Thursday, 6 June 2013

A response to comments on MyCarForum.com about emigration

One of my favourite bloggers LIFT once commented about the poor quality of online forum discussions and said that he prefers blogging to forum participation as a result.

I guess old habits die hard. I have been a member of MyCarForum (MCF) for close to eight years and written over 7600 posts to date. While I generally agree with LIFT's observations, I have also observed that certain topics tend to attract fewer idiots. Topics such as this.

Since A and I are trying to migrate Down Under, I decided to share our process with the MCF community. This post is to address some of the comments I received.

Disclaimer: This is NOT a name-and-shame session. In fact, I have intentionally left out post timing and forum nicknames out of the screenshots, even though I feel these are all valid viewpoints. MCF is a public forum and I see no issue in sharing these views here given that there is no objectionable or racially/religiously offensive content. Nevertheless, should anyone insist on having their MCF posts removed from my blog, drop a comment below or PM me on MCF and we can discuss further (our blog comments are moderated and will not appear by default)

I have broadly grouped the forum responses by topic:

Why Australia and not New Zealand?



New Zealand is a far prettier place, and whatever I saw of Australia on my six or so trips there can't hold a candle to the average scenery I saw in New Zealand when I was 12. Too bad I don't have any of the photos from that trip. In any case, I believe I am a much better photographer now than my dad and myself were back in those days, so photo comparisons wouldn't do NZ any justice.
I've been to Tasmania, The Great Ocean Road and the Grampians. So I think I know what I am talking about. I've also been to Perth, Gold Coast, Albany, Fremantle and Melbourne. As well as the towns/cities dotting the coast between Perth and Albany - Mandurah is one example which I remember. I don't think anyone will dare to disagree that NZ trumps Oz in terms of natural beauty, and it is indeed a factor which I considered, as a keen photographer and a self-confessed visual person.
It's all flat and brown on the landward side of the Great Ocean Road...
Photo by S

So why Australia?
  1. A has relatives there
  2. We have friends there
  3. Australia has better opportunities for Scuba Diving.
  4. Our perception that Oz is more a more "complete" country.
  5. Our perception that the people in Oz are more tolerant.
  6. It is nearer to Singapore (but from Melbourne where we are headed, not by that much...)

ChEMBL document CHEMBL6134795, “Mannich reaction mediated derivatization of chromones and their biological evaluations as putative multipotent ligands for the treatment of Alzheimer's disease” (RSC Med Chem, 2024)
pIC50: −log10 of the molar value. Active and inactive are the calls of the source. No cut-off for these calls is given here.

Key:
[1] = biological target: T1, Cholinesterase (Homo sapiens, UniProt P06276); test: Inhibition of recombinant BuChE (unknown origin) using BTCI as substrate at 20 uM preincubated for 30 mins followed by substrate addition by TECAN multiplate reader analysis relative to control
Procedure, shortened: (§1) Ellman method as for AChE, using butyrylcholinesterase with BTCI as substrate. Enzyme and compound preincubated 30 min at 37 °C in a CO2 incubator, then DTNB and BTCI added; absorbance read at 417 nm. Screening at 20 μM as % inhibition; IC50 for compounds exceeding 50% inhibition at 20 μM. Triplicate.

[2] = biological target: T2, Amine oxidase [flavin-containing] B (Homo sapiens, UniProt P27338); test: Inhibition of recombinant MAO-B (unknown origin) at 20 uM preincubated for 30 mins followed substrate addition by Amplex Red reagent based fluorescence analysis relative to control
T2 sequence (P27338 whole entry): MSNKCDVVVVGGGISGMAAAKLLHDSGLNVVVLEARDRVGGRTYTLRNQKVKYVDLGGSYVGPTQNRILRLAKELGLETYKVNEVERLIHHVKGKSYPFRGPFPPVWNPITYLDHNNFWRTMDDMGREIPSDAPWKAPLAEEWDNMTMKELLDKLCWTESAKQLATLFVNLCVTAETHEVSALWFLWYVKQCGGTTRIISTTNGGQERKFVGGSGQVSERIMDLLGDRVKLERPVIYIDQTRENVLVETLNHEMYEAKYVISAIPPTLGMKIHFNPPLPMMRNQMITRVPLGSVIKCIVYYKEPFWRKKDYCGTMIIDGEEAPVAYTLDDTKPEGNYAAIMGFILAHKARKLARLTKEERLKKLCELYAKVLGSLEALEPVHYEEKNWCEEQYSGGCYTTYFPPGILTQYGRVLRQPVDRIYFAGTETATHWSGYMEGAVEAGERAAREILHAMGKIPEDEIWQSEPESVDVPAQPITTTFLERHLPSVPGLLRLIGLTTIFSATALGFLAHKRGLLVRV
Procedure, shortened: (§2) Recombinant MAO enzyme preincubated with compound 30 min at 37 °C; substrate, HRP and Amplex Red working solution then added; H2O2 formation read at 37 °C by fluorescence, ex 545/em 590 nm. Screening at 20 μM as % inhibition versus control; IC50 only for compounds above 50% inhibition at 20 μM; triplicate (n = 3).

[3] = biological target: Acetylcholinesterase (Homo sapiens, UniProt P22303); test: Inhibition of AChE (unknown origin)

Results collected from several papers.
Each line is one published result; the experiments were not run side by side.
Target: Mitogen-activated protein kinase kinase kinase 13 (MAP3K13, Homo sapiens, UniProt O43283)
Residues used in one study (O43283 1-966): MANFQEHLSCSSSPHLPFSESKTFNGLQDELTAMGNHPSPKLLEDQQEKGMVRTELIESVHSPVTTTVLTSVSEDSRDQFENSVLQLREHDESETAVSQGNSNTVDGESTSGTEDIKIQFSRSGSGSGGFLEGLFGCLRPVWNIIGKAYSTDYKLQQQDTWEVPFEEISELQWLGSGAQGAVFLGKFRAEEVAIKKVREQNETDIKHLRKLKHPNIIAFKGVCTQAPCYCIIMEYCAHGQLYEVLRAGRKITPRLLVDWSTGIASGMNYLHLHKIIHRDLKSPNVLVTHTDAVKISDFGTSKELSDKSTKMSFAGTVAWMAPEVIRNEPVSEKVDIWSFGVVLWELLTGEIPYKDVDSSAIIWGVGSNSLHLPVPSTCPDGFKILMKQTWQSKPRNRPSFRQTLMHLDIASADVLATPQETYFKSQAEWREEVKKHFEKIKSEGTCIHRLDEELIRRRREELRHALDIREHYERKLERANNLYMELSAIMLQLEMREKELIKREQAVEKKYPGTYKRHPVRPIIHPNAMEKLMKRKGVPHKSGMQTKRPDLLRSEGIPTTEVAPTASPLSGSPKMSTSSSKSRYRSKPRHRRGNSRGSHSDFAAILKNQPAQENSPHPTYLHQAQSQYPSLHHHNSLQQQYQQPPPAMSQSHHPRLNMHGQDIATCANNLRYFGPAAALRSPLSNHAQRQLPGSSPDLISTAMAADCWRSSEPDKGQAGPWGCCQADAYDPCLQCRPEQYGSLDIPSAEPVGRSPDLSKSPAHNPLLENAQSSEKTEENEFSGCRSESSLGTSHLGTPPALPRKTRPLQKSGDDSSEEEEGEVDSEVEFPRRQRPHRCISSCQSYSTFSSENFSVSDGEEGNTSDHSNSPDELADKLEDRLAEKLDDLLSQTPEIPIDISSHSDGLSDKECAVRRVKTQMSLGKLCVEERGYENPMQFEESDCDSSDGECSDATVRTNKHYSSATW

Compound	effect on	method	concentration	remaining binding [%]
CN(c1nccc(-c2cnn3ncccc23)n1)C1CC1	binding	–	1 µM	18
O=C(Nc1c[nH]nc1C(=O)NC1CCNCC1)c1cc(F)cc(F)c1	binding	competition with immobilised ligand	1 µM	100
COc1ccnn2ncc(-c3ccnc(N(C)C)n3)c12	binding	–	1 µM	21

7. A sense of familiarity from our numerous trips there. Offhand, I can't remember how many trips A has made, but quite a few herself, too.
I will be the first to admit that reasons 4 to 7 are not the 'best' of reasons, but they factored into our overall planning process. I think 1 and 2 are pretty self-explanatory. #1 alone could tip the balance if those relatives were in New Zealand instead of Oz.

Now imagine a Great White, instead of this Black Marlin on a fishing line. Mmmm..
Photo by S


Have you lived overseas before? Could it be just a "grass is greener" mentality?



The short answer is "No" and "Yes", respectively. The longest I have ever lived overseas was perhaps three months, when I was three, in New Zealand. Back then, my dad had made a failed attempt to migrate there. He didn't have much savings and my parents had decided that my mum would stay home to look after me. It was quite frankly, a recipe for failure, even though I fully salute his tenacity and willingness to put so much on the line for a shot at a better life for the family.

Obviously, I can't remember much from those days. So it had little bearing on our choice between NZ or Oz, or even to migrate at all. It's just some mostly irrelevant background information. I hope you aren't too bored by it.

The thing is - as far as I can remember - my dad has nothing but aversion to migration. His responses to my desire to migrate have been nothing short of discouraging.

"Find me a better place than this [Singapore]!" he practically shouted.

He too, used the "grass is greener on the other side" line on me, more times than I can remember. His criticism of my decision was much harsher (heck, I can't even call anything said on MCF "criticism"), and he had genuine concern for our well-being and future.

So, these forumers have a point. My short, positive experiences in Australia could have led to a clouded fairy-tale impression of the place. That's a definite possibility.